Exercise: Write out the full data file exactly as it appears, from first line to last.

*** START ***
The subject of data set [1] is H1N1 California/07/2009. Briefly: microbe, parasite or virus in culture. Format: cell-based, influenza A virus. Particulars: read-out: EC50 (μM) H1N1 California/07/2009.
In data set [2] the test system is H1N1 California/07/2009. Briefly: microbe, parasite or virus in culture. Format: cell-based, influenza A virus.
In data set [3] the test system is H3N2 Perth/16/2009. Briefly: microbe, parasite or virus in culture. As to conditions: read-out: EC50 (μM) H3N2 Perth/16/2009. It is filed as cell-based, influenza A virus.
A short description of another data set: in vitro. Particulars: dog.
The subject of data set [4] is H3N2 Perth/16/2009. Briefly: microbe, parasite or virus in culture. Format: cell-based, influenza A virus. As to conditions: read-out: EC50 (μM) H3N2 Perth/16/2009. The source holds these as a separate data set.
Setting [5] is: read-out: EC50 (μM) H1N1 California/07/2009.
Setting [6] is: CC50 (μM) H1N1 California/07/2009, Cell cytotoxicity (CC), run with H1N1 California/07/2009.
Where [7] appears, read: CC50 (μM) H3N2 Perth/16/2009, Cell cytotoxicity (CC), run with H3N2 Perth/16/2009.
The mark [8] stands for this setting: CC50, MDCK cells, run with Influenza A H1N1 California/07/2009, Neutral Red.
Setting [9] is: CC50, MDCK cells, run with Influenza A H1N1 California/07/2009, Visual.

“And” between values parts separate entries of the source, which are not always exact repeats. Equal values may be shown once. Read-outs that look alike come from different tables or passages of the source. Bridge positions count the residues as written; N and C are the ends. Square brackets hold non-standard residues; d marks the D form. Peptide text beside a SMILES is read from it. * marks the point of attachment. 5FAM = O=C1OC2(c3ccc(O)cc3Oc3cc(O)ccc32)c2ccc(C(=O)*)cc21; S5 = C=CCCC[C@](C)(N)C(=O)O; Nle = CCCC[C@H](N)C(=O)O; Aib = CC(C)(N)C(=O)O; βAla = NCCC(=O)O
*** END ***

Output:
The subject of data set [1] is H1N1 California/07/2009. Briefly: microbe, parasite or virus in culture. Format: cell-based, influenza A virus. Particulars: read-out: EC50 (μM) H1N1 California/07/2009.
In data set [2] the test system is H1N1 California/07/2009. Briefly: microbe, parasite or virus in culture. Format: cell-based, influenza A virus.
In data set [3] the test system is H3N2 Perth/16/2009. Briefly: microbe, parasite or virus in culture. As to conditions: read-out: EC50 (μM) H3N2 Perth/16/2009. It is filed as cell-based, influenza A virus.
A short description of another data set: in vitro. Particulars: dog.
The subject of data set [4] is H3N2 Perth/16/2009. Briefly: microbe, parasite or virus in culture. Format: cell-based, influenza A virus. As to conditions: read-out: EC50 (μM) H3N2 Perth/16/2009. The source holds these as a separate data set.
Setting [5] is: read-out: EC50 (μM) H1N1 California/07/2009.
Setting [6] is: CC50 (μM) H1N1 California/07/2009, Cell cytotoxicity (CC), run with H1N1 California/07/2009.
Where [7] appears, read: CC50 (μM) H3N2 Perth/16/2009, Cell cytotoxicity (CC), run with H3N2 Perth/16/2009.
The mark [8] stands for this setting: CC50, MDCK cells, run with Influenza A H1N1 California/07/2009, Neutral Red.
Setting [9] is: CC50, MDCK cells, run with Influenza A H1N1 California/07/2009, Visual.

“And” between values parts separate entries of the source, which are not always exact repeats. Equal values may be shown once. Read-outs that look alike come from different tables or passages of the source. Bridge positions count the residues as written; N and C are the ends. Square brackets hold non-standard residues; d marks the D form. Peptide text beside a SMILES is read from it. * marks the point of attachment. 5FAM = O=C1OC2(c3ccc(O)cc3Oc3cc(O)ccc32)c2ccc(C(=O)*)cc21; S5 = C=CCCC[C@](C)(N)C(=O)O; Nle = CCCC[C@H](N)C(=O)O; Aib = CC(C)(N)C(=O)O; βAla = NCCC(=O)O